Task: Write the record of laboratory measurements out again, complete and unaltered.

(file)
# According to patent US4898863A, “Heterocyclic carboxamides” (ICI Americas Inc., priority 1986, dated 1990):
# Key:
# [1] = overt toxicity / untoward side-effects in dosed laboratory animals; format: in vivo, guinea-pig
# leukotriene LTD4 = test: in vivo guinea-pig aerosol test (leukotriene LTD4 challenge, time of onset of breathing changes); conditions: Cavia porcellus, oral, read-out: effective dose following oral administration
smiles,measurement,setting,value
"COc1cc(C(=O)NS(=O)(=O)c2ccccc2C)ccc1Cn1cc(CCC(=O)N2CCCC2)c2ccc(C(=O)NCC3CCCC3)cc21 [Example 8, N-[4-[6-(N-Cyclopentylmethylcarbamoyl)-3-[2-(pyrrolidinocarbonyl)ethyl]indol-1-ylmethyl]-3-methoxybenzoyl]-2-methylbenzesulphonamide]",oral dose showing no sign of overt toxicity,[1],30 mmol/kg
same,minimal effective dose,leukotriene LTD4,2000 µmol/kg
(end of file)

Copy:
# According to patent US4898863A, “Heterocyclic carboxamides” (ICI Americas Inc., priority 1986, dated 1990):
# Key:
# [1] = overt toxicity / untoward side-effects in dosed laboratory animals; format: in vivo, guinea-pig
# leukotriene LTD4 = test: in vivo guinea-pig aerosol test (leukotriene LTD4 challenge, time of onset of breathing changes); conditions: Cavia porcellus, oral, read-out: effective dose following oral administration
smiles,measurement,setting,value
"COc1cc(C(=O)NS(=O)(=O)c2ccccc2C)ccc1Cn1cc(CCC(=O)N2CCCC2)c2ccc(C(=O)NCC3CCCC3)cc21 [Example 8, N-[4-[6-(N-Cyclopentylmethylcarbamoyl)-3-[2-(pyrrolidinocarbonyl)ethyl]indol-1-ylmethyl]-3-methoxybenzoyl]-2-methylbenzesulphonamide]",oral dose showing no sign of overt toxicity,[1],30 mmol/kg
same,minimal effective dose,leukotriene LTD4,2000 µmol/kg